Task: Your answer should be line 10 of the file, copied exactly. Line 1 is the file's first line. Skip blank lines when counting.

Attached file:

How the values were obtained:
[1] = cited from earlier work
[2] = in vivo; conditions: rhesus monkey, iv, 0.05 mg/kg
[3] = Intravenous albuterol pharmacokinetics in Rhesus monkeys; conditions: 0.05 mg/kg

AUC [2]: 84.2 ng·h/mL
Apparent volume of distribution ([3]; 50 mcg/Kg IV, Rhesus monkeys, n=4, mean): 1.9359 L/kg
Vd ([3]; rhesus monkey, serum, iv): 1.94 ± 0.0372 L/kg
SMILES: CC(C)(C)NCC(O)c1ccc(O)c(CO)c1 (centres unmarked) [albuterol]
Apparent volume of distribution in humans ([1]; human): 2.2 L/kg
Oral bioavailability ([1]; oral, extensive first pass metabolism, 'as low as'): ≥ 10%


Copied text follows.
Oral bioavailability ([1]; oral, extensive first pass metabolism, 'as low as'): ≥ 10%